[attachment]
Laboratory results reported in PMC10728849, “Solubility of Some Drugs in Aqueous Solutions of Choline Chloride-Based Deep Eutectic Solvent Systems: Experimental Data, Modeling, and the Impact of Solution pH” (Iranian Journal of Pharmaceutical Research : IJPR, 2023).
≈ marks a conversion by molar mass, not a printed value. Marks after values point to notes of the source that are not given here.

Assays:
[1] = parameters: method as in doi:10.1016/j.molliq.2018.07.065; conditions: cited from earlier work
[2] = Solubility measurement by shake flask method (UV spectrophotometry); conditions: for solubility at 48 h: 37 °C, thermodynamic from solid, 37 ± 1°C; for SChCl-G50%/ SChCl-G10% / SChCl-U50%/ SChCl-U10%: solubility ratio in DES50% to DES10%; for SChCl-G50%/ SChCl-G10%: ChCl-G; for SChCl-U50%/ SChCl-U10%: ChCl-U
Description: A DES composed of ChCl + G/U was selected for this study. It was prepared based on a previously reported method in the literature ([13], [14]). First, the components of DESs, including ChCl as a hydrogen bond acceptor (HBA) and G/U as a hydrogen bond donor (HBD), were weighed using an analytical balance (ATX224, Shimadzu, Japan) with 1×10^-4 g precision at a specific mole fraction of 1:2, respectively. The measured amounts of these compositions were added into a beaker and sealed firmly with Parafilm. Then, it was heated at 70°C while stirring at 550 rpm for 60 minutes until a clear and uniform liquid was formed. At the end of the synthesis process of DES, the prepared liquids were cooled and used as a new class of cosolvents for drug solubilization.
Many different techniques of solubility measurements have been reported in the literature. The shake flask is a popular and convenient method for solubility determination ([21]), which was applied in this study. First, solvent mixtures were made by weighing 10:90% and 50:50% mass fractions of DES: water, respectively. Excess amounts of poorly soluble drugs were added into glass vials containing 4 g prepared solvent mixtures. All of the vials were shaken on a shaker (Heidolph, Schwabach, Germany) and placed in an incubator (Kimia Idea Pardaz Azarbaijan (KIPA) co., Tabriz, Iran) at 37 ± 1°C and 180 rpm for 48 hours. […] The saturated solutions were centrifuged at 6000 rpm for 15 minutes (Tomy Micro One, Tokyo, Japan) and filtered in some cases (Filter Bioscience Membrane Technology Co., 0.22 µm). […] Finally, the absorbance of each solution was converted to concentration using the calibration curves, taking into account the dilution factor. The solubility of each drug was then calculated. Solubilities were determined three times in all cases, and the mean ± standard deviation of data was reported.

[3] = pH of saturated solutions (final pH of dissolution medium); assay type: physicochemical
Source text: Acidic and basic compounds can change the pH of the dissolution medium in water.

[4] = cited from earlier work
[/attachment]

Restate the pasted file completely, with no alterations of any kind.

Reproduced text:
Laboratory results reported in PMC10728849, “Solubility of Some Drugs in Aqueous Solutions of Choline Chloride-Based Deep Eutectic Solvent Systems: Experimental Data, Modeling, and the Impact of Solution pH” (Iranian Journal of Pharmaceutical Research : IJPR, 2023).
≈ marks a conversion by molar mass, not a printed value. Marks after values point to notes of the source that are not given here.

Assays:
[1] = parameters: method as in doi:10.1016/j.molliq.2018.07.065; conditions: cited from earlier work
[2] = Solubility measurement by shake flask method (UV spectrophotometry); conditions: for solubility at 48 h: 37 °C, thermodynamic from solid, 37 ± 1°C; for SChCl-G50%/ SChCl-G10% / SChCl-U50%/ SChCl-U10%: solubility ratio in DES50% to DES10%; for SChCl-G50%/ SChCl-G10%: ChCl-G; for SChCl-U50%/ SChCl-U10%: ChCl-U
Description: A DES composed of ChCl + G/U was selected for this study. It was prepared based on a previously reported method in the literature ([13], [14]). First, the components of DESs, including ChCl as a hydrogen bond acceptor (HBA) and G/U as a hydrogen bond donor (HBD), were weighed using an analytical balance (ATX224, Shimadzu, Japan) with 1×10^-4 g precision at a specific mole fraction of 1:2, respectively. The measured amounts of these compositions were added into a beaker and sealed firmly with Parafilm. Then, it was heated at 70°C while stirring at 550 rpm for 60 minutes until a clear and uniform liquid was formed. At the end of the synthesis process of DES, the prepared liquids were cooled and used as a new class of cosolvents for drug solubilization.
Many different techniques of solubility measurements have been reported in the literature. The shake flask is a popular and convenient method for solubility determination ([21]), which was applied in this study. First, solvent mixtures were made by weighing 10:90% and 50:50% mass fractions of DES: water, respectively. Excess amounts of poorly soluble drugs were added into glass vials containing 4 g prepared solvent mixtures. All of the vials were shaken on a shaker (Heidolph, Schwabach, Germany) and placed in an incubator (Kimia Idea Pardaz Azarbaijan (KIPA) co., Tabriz, Iran) at 37 ± 1°C and 180 rpm for 48 hours. […] The saturated solutions were centrifuged at 6000 rpm for 15 minutes (Tomy Micro One, Tokyo, Japan) and filtered in some cases (Filter Bioscience Membrane Technology Co., 0.22 µm). […] Finally, the absorbance of each solution was converted to concentration using the calibration curves, taking into account the dilution factor. The solubility of each drug was then calculated. Solubilities were determined three times in all cases, and the mean ± standard deviation of data was reported.

[3] = pH of saturated solutions (final pH of dissolution medium); assay type: physicochemical
Source text: Acidic and basic compounds can change the pH of the dissolution medium in water.

[4] = cited from earlier work